• August 2014

The Future of Happiness—How to Harness It

Has stress got the best of you? I see you nodding, barely breathing with your shoulders up around your neck—knowing that if you were only better, faster, stronger, you would be able to beat it.

But how?

That’s the question most small-business owners ask. After all, it is unbelievably stressful to run a company, grow your bottom line, juggle kids, spouses, and aging parents—and still smile, laugh, and stay stress-free.

So when do you make the decision to let the stress go? And, more importantly, how do you actually do it?

That’s the question I asked myself on July 8—the day I turned 50.

I’ll tell you, the build up to that big event was stressful. I felt so much was riding on this milestone. Not just the celebration of the day, but what it meant to me as a woman, business owner, wife, and mother. Would my life radically change? Would my perspective alter? I kept wondering, how would I feel when I woke up on July 9?

A bright, brilliant morning sunrise woke me up on my birthday. The first thing I heard was the sound of the ocean breaking on the beach outside the terrace where we were staying in Bethany, DE. My husband had booked us a week at a family-friendly resort, and it was the greatest gift because the beach is my happy place.

To my joy, and great relief, my first thought was a line that has lived in my head since I saw the 2007 movie, Waitress, starring Keri Russell as Jenna, the genius pastry chef, pie-baker, and mother-to-be. In addition to whipping up masterpieces that she names—such as Marshmallow Mermaid Pie, Falling in Love Chocolate Mousse Pie, and Baby Screamin’ Its Head Off In The Middle of the Night & Ruinin’ My Life Pie—her struggle, albeit extreme, is similar to the battle most women face. How do you find balance and love, and not lose yourself in the process?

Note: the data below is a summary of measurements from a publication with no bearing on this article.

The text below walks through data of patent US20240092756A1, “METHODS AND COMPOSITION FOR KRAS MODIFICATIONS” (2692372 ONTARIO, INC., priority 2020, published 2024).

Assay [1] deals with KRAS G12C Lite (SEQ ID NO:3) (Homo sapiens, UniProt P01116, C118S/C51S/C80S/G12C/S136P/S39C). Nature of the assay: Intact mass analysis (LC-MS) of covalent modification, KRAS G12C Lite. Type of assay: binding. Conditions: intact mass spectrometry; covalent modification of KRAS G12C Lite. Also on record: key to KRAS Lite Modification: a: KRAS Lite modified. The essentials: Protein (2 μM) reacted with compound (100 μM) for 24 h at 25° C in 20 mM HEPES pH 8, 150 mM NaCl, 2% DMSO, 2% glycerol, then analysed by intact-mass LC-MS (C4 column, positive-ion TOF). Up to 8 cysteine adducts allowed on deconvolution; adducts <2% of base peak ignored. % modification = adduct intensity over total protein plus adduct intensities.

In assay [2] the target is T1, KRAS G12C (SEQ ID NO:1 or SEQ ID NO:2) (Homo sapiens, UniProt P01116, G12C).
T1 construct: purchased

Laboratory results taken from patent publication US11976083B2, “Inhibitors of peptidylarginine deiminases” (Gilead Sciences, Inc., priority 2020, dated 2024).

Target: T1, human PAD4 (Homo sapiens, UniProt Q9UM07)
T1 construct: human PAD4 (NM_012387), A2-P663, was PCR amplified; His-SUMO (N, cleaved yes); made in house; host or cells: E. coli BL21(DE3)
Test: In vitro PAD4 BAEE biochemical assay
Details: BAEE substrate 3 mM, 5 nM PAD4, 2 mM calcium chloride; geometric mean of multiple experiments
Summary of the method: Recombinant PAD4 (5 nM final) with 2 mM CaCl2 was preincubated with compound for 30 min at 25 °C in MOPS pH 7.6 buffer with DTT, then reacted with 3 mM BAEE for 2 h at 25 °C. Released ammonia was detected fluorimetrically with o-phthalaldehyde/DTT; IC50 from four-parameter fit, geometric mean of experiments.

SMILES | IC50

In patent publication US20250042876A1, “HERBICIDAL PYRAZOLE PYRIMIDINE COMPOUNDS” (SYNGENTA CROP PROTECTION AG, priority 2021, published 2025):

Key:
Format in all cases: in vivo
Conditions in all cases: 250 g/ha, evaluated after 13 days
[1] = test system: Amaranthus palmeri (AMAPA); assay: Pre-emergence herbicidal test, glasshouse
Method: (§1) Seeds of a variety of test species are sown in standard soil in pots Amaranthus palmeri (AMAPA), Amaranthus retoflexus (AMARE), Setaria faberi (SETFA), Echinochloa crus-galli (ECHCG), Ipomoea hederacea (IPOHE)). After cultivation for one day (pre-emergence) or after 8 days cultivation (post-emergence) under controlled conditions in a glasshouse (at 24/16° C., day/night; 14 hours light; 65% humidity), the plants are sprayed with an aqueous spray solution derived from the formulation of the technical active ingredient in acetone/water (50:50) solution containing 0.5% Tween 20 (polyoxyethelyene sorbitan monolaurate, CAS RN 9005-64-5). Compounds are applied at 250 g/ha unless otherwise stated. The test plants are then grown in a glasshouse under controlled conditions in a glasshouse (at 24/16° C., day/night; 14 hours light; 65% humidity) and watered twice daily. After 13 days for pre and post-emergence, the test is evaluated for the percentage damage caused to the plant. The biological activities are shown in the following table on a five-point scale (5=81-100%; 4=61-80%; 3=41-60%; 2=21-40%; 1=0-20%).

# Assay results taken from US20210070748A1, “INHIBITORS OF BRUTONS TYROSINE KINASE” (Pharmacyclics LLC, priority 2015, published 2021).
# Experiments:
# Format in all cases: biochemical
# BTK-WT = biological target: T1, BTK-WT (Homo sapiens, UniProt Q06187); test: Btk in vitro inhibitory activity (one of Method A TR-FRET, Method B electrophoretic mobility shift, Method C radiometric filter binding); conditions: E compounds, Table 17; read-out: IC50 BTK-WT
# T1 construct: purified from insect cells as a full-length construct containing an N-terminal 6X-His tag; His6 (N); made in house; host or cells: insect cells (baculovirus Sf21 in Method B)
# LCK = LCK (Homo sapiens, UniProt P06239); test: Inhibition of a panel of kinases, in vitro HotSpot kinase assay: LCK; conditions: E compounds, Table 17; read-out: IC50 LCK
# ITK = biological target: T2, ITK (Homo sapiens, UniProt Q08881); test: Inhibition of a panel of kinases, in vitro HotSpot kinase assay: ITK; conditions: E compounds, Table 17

Then, in a single moment, everything changes.

(Spoiler Alert!) Just as she’s about to check out, Jenna looks into her new baby’s eyes and says, “Lulu … that’s your name. Little Lulu. We’re going to have so much fun, little girl. We’re going to have so … much … fun!”

So … much … fun!

Yes, I remember thinking when I saw the film in 2007, that’s what I want!

So I took it as a fantastic sign when, on the second day as a 50 year old, I woke up with that line going through my head.

And while I’m not sure of all the details of what a “more fun” life will look like, or how it’ll all play out, I am certainly going to find out!

That’s what we’ll be writing about in this column, “LiveLoveLaughing.com.” My hope is that what we share in each one will bring a smile to your face, a lift to your heart—and, yes, sometimes a tear to your eye. But isn’t that part of the growth process?

Truth be told, I’ve been noodling the idea for this column since I met Tara Sheahan (shown right), founder of Conscious Global Leadership.

She was leading a meditation at the 2011 Conscious Capitalism Conference in San Francisco and we struck up a conversation. That led us to forming a friendship and a business relationship that included adding her to our Inkandescent Speakers bureau.

During our chats, Tara told me that she begins every day with a laugh attack—for real. She spends time each morning laughing, aligning her energy, and meditating on the good stuff in her life. Then, she carries that internal bliss with her throughout the day. It’s contagious, for when you talk to Tara, it’s impossible not to start grinning and laughing right along with her.

In the spirit of finding your full frontal smile, scroll down for a handful of ideas based on a Yoga Journal article that I read in 2013 called Happy Place, by reporter Molly Ginty.

I pulled out the page and tacked it to my bulletin board so I can remind myself daily of its wisdom.

Fleshed out below you’ll find detailed information based on the research that Ginty cites in her piece. I am confident you know instinctively that the suggestions are true. Still, it’s always nice to have science back up our intuition.

Here’s to letting stress fly off your shoulders, allowing your breath to be full and deep, and to having at least one belly laugh a day. — Hope Katz Gibbs

Don’t Worry. BE HAPPY!


Smiling with the muscles around your mouth and eyes can lower your heart rate after a stressful event, found Tara Kraft and Sarah Pressman, doctoral candidates in clinical psychology at the University of Kansas.